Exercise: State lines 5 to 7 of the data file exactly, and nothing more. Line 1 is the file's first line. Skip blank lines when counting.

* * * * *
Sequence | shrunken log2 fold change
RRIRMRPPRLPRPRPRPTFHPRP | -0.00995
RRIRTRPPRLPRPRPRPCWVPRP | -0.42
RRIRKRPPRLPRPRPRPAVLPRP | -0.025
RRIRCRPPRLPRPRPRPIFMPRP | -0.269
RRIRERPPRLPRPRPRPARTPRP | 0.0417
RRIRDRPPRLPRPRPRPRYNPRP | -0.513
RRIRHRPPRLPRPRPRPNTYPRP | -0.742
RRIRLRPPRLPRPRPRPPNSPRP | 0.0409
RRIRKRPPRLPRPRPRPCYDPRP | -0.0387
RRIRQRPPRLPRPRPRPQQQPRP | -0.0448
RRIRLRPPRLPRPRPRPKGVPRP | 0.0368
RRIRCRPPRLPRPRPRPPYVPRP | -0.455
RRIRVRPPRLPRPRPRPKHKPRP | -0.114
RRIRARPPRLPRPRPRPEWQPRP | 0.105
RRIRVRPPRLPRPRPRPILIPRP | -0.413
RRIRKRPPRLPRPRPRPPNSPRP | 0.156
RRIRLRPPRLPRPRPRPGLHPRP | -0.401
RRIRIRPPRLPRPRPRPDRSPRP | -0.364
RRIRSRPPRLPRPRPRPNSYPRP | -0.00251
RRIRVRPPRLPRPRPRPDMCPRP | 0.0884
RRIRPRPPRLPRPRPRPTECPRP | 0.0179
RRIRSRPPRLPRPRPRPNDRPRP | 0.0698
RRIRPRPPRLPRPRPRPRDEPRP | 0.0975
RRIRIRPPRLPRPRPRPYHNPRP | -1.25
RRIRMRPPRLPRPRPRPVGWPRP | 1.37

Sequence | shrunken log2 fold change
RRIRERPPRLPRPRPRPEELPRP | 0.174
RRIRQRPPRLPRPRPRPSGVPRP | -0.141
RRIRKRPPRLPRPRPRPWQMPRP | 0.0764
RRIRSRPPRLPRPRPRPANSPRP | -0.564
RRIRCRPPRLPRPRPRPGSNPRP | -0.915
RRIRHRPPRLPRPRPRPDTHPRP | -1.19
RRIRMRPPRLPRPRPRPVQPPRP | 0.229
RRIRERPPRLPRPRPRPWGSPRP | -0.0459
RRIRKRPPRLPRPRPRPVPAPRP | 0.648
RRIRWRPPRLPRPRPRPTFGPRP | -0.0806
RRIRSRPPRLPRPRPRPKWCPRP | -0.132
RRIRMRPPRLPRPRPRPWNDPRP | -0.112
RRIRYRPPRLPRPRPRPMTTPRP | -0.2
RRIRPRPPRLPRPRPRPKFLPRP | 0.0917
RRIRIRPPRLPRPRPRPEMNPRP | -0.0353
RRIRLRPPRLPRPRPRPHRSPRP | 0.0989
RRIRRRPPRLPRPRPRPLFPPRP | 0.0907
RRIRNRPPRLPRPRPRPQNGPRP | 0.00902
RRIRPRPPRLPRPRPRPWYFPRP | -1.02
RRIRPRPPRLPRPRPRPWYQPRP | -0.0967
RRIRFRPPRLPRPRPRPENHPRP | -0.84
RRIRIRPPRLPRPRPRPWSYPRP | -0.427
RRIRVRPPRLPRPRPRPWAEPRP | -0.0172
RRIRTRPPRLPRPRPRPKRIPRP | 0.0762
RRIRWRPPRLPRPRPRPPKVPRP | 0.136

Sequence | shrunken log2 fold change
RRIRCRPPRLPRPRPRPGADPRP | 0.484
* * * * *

RRIRCRPPRLPRPRPRPIFMPRP | -0.269
RRIRERPPRLPRPRPRPARTPRP | 0.0417
RRIRDRPPRLPRPRPRPRYNPRP | -0.513